Why Hasn’t Bitcoin Taken Over The Cannabis Industry?

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Bitcoin and cannabis have a lot in common. Both gray market commodities, regulated state by state, neither one necessarily has the full blessing of the federal government. With over half of US states having some form of cannabis legalization, and most having decriminalization at the least, the industry has grown significantly.

The Gray Market

Cannabis represents over $8 billion in annual revenue, with experts projecting that number to more than double in the next five years.

However, without federal approval, it’s impossible for cannabis businesses to get bank accounts. Without a bank account, there’s no debit or credit transactions. While the obvious solution is an ATM, the storage of the cash remains a problem.

And that’s where cryptocurrency, and Bitcoin ATMs, can come in. In a previous time, LocalBitcoins provided a convenient way for dispensary owners to meet up with Bitcoin owners in order to cash in some of their holdings for BTC. That’s still possible via other websites. LocalBitcoins stopped allowing in-person trades some time ago.

For a regular fiat business, though, investing some or all of your proceeds in cryptocurrency can seem like a risky endeavor. Here in Maine, in Bangor, there’s but one Bitcoin ATM. I don’t believe it even allows you to sell your crypto, so that would put the dispensary operators at a disadvantage.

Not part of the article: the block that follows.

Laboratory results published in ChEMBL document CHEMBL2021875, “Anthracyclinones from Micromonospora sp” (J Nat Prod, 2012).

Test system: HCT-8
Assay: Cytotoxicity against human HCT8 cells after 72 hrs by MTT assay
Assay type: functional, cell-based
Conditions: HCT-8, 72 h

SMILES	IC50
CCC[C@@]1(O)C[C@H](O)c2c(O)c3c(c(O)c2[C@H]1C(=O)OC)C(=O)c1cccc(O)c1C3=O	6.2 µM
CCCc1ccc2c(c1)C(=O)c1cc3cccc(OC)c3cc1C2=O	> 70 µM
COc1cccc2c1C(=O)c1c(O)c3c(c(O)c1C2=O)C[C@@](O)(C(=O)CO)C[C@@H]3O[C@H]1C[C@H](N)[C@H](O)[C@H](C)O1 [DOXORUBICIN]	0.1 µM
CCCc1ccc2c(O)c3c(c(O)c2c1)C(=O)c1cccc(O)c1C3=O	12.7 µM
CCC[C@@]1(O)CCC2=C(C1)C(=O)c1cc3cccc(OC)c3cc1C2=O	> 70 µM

Today, there are stablecoins. A precursor to eventual central bank-issued digital currencies, stablecoins would be great if they were more liquid. If there were a large network of ATMs that allowed you to go in and out of stablecoins via cash, that would certainly help the cannabis industry. Then instead of storing their funds in volatile cryptocurrencies, they would essentially just be digitizing them.

A Vision Denied

But a lack of infrastructure means such a movement is unlikely. It’s more likely that the federal government will allow cannabis businesses to have a pass and do banking regularly. This is a shame, as it’s been a wasted opportunity for cryptocurrency.

Of course, stablecoins have evolved significantly in the time that the cannabis industry has been looking for a better way to store its cash. There’s no need to spell out why it’s bad to have many thousands of dollars in cash on hand: you become a target.

Indeed, numerous dispensaries across the country have been the subject of robberies, violent and otherwise. While the federal government has sat back and done nothing, so too, it seems, have the proprietors of the new wave of stablecoins, who could have reached out and created a network of some kind.

But it’s no better anywhere else you look. I once interviewed a medical dispensary in California that was going to do delivery, with payments strictly in Bitcoin or Potcoin. They were out of business within a year, despite having better prices.

What has Potcoin really done for the marijuana industry, or any of the other cannabis-related coins for that matter? The answer seems obvious: not much. The proof-of-stake coin has such inflation that it’s worth a fraction of a penny today. A small fraction, at that.

So, where does the blame lie for the lack of penetration by Bitcoin into cannabis businesses? Some might say the dispensaries, growers, and others should be looking for ways to store their money on their own. But I would argue that someone should have shown them the light before they went looking.